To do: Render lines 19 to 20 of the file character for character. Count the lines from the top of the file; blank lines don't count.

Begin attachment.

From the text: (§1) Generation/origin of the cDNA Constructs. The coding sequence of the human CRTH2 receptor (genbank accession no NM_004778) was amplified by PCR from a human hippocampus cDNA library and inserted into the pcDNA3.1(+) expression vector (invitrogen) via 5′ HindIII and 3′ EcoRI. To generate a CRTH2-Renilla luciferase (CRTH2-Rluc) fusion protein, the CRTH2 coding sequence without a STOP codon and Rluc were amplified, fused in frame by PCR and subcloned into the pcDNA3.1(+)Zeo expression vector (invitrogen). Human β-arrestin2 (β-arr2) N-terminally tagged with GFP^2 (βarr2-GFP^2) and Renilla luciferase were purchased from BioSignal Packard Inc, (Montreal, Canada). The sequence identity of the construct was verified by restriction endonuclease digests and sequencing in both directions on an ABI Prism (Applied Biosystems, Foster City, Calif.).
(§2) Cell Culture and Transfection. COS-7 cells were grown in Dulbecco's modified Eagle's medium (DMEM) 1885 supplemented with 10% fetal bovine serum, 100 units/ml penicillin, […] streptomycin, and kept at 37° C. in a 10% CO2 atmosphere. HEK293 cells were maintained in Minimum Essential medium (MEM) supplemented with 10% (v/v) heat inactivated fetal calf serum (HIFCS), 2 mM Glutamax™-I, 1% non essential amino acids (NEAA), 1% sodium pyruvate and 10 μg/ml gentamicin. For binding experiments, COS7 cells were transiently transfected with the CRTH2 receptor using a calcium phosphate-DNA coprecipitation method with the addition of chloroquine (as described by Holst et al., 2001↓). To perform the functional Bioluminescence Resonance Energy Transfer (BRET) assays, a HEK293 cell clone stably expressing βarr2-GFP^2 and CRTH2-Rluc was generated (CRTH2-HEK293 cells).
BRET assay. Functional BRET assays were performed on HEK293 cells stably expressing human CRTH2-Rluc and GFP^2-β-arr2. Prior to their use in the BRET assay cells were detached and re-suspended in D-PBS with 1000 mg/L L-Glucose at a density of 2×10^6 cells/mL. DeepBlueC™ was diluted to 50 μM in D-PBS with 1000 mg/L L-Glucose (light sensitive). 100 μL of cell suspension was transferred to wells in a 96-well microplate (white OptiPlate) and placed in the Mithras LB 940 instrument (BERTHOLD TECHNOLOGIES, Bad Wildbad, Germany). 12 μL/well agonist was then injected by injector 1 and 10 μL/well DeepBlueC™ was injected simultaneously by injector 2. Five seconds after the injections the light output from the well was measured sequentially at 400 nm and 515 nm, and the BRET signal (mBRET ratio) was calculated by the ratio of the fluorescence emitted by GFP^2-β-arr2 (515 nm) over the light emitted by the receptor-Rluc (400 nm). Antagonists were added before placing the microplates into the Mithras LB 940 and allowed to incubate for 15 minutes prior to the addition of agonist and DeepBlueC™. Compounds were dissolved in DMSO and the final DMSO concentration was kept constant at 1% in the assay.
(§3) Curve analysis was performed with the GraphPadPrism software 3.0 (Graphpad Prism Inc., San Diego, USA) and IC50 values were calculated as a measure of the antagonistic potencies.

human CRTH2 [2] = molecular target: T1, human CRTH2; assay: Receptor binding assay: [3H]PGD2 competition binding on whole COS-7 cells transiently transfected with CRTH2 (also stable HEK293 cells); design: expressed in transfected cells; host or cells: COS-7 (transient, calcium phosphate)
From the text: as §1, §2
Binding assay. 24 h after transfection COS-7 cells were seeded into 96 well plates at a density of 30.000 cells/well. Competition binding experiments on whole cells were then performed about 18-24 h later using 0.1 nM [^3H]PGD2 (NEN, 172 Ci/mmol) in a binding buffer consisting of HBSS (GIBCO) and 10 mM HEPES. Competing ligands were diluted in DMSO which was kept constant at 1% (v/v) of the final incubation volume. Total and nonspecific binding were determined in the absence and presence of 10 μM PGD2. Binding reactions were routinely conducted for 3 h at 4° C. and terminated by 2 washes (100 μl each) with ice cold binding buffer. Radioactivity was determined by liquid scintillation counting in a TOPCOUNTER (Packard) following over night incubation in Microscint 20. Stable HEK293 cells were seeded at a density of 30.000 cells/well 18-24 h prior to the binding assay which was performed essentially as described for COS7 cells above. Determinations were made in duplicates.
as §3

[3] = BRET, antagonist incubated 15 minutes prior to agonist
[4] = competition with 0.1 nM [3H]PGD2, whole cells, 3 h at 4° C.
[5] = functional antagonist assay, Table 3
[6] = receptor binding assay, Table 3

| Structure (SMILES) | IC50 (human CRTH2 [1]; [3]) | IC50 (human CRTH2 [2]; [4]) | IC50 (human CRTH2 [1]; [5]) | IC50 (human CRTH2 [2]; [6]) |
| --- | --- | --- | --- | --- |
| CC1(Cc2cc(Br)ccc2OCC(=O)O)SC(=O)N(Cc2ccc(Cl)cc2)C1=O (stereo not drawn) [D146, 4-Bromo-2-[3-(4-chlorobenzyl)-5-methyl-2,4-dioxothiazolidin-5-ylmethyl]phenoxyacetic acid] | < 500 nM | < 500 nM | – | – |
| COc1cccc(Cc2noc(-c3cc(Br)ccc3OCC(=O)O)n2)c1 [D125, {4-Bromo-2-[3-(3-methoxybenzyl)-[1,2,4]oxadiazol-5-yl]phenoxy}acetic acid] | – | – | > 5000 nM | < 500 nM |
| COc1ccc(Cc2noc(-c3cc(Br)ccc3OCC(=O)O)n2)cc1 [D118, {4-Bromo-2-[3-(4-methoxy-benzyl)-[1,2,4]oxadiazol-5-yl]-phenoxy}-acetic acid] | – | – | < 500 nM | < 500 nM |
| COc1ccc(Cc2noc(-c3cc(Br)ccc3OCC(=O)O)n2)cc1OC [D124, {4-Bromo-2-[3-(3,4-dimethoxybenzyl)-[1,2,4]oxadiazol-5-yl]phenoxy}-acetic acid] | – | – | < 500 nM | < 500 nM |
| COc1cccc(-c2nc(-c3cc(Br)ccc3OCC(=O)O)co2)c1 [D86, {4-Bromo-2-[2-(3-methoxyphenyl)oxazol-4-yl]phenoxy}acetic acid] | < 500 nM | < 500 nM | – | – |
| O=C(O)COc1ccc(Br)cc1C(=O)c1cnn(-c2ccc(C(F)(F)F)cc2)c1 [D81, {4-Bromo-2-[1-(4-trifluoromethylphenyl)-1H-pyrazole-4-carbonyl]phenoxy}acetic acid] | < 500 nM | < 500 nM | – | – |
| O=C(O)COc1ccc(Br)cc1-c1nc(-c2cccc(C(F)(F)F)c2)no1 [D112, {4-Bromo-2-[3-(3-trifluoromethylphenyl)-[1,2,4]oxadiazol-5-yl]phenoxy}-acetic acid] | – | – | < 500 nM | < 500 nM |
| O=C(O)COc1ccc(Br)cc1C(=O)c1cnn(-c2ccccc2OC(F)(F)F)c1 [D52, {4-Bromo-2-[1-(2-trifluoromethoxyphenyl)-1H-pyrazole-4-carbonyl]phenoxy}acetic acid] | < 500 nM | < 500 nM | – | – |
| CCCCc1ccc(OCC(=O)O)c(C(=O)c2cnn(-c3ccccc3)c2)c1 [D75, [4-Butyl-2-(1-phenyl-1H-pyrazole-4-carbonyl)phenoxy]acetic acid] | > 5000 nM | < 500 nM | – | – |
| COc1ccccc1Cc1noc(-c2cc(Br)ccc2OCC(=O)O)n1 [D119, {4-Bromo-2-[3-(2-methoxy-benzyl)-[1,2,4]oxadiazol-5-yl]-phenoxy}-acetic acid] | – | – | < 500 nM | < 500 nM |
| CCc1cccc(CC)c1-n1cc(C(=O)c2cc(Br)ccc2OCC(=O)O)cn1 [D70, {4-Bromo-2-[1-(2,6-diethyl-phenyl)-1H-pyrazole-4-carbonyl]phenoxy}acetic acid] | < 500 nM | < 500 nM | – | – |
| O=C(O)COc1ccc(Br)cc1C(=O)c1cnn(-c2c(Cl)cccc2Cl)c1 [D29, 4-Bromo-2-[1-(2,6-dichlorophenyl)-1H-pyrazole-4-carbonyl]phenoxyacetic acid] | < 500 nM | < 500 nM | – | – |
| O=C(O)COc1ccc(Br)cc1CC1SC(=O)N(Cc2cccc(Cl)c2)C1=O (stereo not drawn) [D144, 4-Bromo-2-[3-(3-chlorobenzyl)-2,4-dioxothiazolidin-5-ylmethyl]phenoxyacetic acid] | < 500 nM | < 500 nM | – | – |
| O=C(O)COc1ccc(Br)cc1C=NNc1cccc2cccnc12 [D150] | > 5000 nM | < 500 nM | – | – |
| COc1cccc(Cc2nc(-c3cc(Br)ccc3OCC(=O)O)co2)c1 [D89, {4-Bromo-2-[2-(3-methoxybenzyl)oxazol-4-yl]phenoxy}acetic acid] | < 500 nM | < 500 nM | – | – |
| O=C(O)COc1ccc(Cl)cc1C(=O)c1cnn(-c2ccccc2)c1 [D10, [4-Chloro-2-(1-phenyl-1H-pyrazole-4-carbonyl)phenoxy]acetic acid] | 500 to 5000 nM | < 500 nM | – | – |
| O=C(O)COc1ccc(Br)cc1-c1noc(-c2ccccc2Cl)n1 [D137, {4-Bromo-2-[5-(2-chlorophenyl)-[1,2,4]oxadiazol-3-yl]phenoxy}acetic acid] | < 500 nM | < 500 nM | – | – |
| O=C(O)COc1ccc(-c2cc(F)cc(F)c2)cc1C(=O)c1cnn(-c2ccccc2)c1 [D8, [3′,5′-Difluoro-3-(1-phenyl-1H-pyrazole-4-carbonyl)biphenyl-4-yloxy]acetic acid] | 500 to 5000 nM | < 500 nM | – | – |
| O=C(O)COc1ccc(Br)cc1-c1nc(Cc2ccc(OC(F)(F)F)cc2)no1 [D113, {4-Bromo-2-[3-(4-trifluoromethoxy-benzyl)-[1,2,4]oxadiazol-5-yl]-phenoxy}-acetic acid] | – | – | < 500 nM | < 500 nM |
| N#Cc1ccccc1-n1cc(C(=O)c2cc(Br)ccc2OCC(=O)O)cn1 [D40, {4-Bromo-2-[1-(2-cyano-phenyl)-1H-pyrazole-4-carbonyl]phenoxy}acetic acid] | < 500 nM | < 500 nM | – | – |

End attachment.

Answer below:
| COc1cccc(-c2nc(-c3cc(Br)ccc3OCC(=O)O)co2)c1 [D86, {4-Bromo-2-[2-(3-methoxyphenyl)oxazol-4-yl]phenoxy}acetic acid] | < 500 nM | < 500 nM | – | – |
| O=C(O)COc1ccc(Br)cc1C(=O)c1cnn(-c2ccc(C(F)(F)F)cc2)c1 [D81, {4-Bromo-2-[1-(4-trifluoromethylphenyl)-1H-pyrazole-4-carbonyl]phenoxy}acetic acid] | < 500 nM | < 500 nM | – | – |